2.11 On 2 November 1999, the Supreme Court granted leave to proceed. On 6 July 2000, following the Commission’s findings, the Supreme Court heard arguments of the parties on the substantive petition and dismissed the petition without costs. In a judgment of Amerasinghe J. with which Wijetunga and Weeraskara JJ. agreed, the Court held that the author had not made the necessary application for retirement before 31 December 1997, and therefore had acted out of time. On the argument that the Authority’s failure to assign suitable work made his transfer discriminatory and in breach of article 12(I) of the Constitution, the Court held that the vacation of post notice made upon his failure to transfer “was not mala fide or without justification” and there was “no evidence whatsoever” that the Authority “had failed to observe the rules of natural justice and had acted for a collateral, illegal purpose”. In the circumstances, there was thus no violation of Article 12(I) of the Constitution.

The complaint

3.The author claims that the State party violated his rights under article 14 of the Covenant. He states that without his counsel being afforded a proper hearing, the Supreme Court summarily and unjustly decided that his fundamental rights had not been violated, despite the Commission’s finding that his rights under the Constitution had been violated.

State party’s submissions on admissibility and merits

4.1By submissions of 7 March 2002, the State party argued that the communication should be declared inadmissible in limine for patent error on the basis that the author had intentionally misrepresented the position before the Committee by failing to provide it with the Court’s reasoned judgment and suggesting that the Supreme Court had improperly dismissed the petition. The State party also argues that, the author having provided no material on exhaustion of his appeal to the Provincial High Court, the complaint should be declared inadmissible for failure to exhaust domestic remedies.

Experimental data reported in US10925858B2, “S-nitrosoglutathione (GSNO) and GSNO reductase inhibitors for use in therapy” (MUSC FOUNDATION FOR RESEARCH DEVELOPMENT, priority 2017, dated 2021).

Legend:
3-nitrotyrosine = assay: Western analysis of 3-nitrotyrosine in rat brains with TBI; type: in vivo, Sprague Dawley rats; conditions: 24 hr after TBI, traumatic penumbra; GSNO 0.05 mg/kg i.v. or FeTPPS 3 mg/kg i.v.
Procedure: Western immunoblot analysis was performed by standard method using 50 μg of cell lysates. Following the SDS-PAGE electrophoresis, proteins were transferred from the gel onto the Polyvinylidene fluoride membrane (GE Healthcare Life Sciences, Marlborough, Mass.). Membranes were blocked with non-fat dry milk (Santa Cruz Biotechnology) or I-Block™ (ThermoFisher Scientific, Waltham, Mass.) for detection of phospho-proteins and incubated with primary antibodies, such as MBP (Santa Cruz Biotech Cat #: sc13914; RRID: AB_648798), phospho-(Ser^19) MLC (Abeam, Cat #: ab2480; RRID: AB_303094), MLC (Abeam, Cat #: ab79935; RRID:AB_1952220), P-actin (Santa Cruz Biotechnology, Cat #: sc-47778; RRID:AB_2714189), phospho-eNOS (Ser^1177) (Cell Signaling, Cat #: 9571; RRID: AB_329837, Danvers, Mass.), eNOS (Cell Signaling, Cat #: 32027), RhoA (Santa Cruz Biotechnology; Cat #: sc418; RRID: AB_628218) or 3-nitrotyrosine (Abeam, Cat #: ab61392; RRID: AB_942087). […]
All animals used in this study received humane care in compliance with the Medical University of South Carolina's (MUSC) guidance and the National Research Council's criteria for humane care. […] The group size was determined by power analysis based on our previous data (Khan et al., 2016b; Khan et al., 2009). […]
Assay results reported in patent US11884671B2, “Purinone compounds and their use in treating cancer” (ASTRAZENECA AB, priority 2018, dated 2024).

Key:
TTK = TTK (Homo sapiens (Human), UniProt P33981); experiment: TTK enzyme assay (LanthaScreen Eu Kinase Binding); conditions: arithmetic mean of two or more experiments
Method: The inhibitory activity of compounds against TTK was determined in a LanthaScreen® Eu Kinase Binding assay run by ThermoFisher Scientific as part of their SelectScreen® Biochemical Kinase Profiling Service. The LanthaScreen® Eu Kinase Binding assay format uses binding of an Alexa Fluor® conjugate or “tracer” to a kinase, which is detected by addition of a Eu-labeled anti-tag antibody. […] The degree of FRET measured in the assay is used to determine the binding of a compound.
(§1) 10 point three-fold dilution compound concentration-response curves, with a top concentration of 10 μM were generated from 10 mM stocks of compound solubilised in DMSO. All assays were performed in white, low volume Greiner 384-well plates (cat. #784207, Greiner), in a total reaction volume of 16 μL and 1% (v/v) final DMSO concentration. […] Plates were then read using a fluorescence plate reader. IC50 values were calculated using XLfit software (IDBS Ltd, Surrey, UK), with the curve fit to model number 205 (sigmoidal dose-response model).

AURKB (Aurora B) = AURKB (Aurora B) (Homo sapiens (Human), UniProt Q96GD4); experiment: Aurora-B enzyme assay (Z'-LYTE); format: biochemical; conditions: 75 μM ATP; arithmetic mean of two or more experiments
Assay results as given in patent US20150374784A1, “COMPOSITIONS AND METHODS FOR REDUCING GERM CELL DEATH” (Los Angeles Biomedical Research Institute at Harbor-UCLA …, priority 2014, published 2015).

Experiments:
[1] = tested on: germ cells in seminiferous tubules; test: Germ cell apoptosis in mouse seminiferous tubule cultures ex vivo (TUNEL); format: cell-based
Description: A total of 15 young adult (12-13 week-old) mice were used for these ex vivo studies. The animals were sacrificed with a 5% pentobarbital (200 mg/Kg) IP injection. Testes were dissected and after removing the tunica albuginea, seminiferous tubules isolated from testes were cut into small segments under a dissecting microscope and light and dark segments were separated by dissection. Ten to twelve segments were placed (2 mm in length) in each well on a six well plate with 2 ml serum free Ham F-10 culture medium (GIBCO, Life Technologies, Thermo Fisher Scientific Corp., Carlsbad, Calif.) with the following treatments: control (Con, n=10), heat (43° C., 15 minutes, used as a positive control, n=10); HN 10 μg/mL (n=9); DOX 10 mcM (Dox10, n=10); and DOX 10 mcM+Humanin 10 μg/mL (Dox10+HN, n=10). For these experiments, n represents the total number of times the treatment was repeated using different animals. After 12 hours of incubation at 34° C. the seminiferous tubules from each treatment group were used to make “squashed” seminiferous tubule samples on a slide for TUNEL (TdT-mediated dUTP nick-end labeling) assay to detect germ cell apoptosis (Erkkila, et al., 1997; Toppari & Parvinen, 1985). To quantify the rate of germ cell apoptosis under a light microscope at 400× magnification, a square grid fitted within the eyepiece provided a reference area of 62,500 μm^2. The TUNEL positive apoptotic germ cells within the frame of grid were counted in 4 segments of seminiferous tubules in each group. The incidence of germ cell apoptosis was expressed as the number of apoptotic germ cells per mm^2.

4.2The State party also argues that although invoking article 14 of the Covenant, the author has failed to place before the Committee any material indicative of the manner or nature in which this provision was allegedly violated. In any event, the State party had not, either directly or through its agents, violated this right, and the claim was misconceived in law.

Author’s comments on the State party’s submissions

5.By letter of 17 February 2003, the author responded, amplifying the factual record and disputing factual aspects of the State party’s submissions. He also argues that the short judgment of the Supreme Court precludes recourse to the writ jurisdiction of the Court of Appeal, as well as any relief being granted in the High Court in his case.

Issues and proceedings before the Committee

Consideration of admissibility

6.1 Before considering any claims contained in a communication, the Human Rights Committee must, in accordance with article 93 of its rules of procedure, decide whether or not it is admissible under the Optional Protocol to the Covenant.

6.2The Committee notes that the State party has supplied it with a copy of the reasoned judgment of the Supreme Court, dismissing the author’s application following a defended hearing with the author represented by counsel. The Committee recalls its prior jurisprudence that it is generally for the courts of States parties to the Covenant to interpret domestic law and to evaluate facts and evidence in a particular case, unless it can be ascertained that the evaluation by the domestic tribunal was clearly arbitrary or amounted to a denial of justice. The material before the Committee does not show that the proceedings before the Supreme Court suffered from such defects. In the circumstances, the Committee considers that the author has failed to substantiate his claim under article 14 of the Covenant, for purposes of admissibility, and the claim is accordingly inadmissible under article 2 of the Optional Protocol.

6.3In light of that finding, the Committee need not assess the State party’s other objections to the admissibility of the communication.

7. The Committee therefore decides:

(a) That the communication is inadmissible under article 2 of the Optional Protocol;

(b) That this decision shall be communicated to the author and to the State party.

[Adopted in English, French and Spanish, the English text being the original version. Subsequently to be issued also in Arabic, Chinese and Russian as part of the Committee's annual report to the General Assembly.]